Objectives: The goal of this study was to compare health status (symptoms, function, and quality of life) outcomes of whites and blacks one year after an acute coronary syndrome (ACS).
Background: Although racial differences in the use of angiography and revascularization after ACS are known to exist, differences in health status outcomes have not been described.
Methods: We conducted a prospective registry of 1,159 consecutive ACS patients treated between February 1, 2000 and October 31, 2001. One-year health status was quantified with the Seattle Angina Questionnaire (SAQ) and Short Form-12 Physical Component Score (SF-12 PCS). Multivariable models were used to adjust for racial differences in sociodemographic, clinical, and treatment characteristics.
Results: Mortality rates were similar among the 196 black and 963 white patients (7.1% vs. 7.0%, p = 0.93); 81 died during follow-up, and 199 (17%) could not be interviewed. At one year, blacks had a higher prevalence of angina (43.4% vs. 27.1%), worse quality of life (SAQ score = 70.6 +/- 28.3 vs. 83.9 +/- 20.8), and poorer physical function (SF-12 PCS = 36.8 +/- 12.3 vs. 43.2 +/- 11.4; p < 0.0001 for all). Multivariable models, including hospital treatments, revealed a trend for more angina (odds ratio 1.46 [95% confidence interval 0.91 to 2.34]) and significantly worse quality of life (mean difference = -7.7 +/- 2.4, p = 0.002) and physical function (-3.6 +/- 1.3, p = 0.005).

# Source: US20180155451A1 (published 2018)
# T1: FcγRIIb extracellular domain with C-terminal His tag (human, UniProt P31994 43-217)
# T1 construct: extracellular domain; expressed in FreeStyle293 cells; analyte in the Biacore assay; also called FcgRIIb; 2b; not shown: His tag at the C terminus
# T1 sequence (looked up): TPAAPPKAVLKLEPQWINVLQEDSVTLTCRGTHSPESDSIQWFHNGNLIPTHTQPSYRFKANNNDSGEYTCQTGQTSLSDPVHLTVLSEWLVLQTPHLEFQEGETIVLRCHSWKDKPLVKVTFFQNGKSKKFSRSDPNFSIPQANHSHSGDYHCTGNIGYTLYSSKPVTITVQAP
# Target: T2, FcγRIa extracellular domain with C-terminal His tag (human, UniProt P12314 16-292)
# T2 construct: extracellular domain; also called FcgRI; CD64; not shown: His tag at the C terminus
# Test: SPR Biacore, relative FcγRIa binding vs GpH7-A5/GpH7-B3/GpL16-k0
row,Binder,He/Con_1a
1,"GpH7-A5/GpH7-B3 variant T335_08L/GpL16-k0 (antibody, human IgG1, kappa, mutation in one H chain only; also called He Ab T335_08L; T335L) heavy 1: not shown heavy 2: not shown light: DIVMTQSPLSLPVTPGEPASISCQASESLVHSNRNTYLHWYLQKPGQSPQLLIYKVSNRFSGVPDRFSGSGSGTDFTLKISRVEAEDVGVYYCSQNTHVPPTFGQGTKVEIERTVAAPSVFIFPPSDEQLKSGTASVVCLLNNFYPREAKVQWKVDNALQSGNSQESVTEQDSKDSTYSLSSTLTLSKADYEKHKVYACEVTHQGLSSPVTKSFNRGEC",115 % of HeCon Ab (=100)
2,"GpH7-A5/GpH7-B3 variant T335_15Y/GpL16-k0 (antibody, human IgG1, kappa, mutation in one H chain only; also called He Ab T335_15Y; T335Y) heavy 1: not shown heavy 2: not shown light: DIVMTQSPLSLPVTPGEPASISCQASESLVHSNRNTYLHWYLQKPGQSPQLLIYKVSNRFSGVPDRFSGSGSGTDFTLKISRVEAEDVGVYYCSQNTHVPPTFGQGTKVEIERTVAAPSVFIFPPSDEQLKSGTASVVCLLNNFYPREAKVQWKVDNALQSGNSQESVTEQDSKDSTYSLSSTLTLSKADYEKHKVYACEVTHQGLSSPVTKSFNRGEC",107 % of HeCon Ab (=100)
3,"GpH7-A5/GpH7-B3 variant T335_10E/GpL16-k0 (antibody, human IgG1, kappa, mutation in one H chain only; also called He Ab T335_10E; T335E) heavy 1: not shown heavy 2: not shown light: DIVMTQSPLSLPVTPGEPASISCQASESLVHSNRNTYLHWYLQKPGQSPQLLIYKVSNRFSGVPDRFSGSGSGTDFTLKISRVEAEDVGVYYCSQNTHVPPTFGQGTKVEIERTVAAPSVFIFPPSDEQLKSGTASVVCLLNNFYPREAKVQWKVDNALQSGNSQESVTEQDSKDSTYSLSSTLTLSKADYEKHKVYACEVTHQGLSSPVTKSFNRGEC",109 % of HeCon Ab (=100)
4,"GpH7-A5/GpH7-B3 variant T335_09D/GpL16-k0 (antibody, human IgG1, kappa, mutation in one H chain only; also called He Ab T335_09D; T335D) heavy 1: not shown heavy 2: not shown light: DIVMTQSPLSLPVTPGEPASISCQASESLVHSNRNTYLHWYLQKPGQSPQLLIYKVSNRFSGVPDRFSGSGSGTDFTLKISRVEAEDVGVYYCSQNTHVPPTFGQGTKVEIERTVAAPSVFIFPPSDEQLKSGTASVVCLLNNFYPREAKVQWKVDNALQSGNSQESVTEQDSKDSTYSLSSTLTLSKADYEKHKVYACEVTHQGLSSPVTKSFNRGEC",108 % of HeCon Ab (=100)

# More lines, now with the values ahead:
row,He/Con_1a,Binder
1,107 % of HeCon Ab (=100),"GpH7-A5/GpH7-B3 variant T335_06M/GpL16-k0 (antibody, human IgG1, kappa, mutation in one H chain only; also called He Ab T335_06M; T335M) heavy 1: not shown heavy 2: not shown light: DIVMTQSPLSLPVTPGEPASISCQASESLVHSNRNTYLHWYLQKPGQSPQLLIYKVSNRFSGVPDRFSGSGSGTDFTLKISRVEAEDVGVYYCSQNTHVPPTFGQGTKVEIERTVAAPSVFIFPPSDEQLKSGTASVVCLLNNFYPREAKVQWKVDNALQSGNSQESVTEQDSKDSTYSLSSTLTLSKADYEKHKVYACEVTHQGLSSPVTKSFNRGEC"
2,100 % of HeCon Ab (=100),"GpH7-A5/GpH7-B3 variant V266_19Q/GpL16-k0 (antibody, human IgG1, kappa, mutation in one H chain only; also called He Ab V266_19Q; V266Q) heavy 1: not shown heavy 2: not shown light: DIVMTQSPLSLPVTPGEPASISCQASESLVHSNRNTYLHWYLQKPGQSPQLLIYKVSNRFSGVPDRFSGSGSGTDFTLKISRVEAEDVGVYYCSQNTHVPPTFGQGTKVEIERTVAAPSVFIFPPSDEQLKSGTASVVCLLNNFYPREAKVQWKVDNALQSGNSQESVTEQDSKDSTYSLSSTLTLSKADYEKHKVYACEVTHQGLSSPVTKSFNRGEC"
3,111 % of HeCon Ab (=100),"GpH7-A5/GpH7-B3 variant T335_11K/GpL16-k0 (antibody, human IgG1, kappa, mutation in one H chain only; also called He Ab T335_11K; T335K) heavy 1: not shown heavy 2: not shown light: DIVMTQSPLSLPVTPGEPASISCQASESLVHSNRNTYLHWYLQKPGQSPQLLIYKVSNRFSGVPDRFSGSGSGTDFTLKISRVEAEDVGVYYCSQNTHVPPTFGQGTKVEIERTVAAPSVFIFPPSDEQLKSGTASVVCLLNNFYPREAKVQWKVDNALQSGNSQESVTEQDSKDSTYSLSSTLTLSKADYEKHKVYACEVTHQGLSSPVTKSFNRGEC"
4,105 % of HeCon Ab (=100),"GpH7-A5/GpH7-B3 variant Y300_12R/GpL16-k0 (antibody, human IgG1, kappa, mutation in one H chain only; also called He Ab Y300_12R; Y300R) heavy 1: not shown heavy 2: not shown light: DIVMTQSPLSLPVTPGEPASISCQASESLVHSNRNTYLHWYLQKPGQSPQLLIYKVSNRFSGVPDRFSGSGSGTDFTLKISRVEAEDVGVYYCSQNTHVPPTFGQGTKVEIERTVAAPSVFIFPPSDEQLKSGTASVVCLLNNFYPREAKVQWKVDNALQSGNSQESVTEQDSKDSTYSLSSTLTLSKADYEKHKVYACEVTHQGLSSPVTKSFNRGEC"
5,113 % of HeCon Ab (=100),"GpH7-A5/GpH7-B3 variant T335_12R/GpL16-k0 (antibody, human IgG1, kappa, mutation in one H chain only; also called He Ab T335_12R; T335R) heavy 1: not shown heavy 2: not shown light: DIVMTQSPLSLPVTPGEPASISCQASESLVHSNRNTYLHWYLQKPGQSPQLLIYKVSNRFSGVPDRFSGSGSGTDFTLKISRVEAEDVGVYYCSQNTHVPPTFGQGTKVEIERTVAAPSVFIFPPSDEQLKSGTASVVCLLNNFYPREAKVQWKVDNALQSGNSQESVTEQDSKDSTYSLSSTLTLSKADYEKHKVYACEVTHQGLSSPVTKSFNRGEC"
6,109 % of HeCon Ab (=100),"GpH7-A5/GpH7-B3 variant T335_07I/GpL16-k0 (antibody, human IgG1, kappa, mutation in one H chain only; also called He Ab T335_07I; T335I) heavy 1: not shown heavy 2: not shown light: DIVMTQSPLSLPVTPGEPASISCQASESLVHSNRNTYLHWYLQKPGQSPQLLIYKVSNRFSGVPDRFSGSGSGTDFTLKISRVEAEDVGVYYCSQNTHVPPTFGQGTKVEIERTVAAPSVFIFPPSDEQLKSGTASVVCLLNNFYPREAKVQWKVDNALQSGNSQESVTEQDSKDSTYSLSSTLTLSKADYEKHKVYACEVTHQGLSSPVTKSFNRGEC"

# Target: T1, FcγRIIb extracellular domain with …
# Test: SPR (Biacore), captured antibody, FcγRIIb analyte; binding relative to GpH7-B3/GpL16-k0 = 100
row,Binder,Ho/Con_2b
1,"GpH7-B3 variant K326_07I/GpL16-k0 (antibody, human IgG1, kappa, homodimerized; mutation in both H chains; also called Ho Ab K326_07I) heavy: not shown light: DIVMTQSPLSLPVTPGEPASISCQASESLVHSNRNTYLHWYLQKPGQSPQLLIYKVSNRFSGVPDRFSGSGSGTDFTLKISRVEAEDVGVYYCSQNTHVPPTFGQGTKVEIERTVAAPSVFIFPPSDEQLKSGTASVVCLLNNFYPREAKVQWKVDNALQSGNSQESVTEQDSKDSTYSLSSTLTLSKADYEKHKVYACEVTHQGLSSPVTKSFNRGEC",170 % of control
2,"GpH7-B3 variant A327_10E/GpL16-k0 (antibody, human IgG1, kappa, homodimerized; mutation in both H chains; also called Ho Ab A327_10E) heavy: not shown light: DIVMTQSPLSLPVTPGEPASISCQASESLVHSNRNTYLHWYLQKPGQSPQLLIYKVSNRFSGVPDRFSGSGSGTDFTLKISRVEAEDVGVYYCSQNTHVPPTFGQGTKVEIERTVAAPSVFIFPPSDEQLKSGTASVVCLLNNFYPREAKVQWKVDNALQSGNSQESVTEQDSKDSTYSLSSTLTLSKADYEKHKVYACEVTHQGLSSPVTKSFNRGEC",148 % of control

Conclusions: Blacks have more angina, worse quality of life, and worse physical function one year after an ACS than do whites. Closer surveillance of black ACS patients is needed to determine whether additional treatment can improve their outcomes.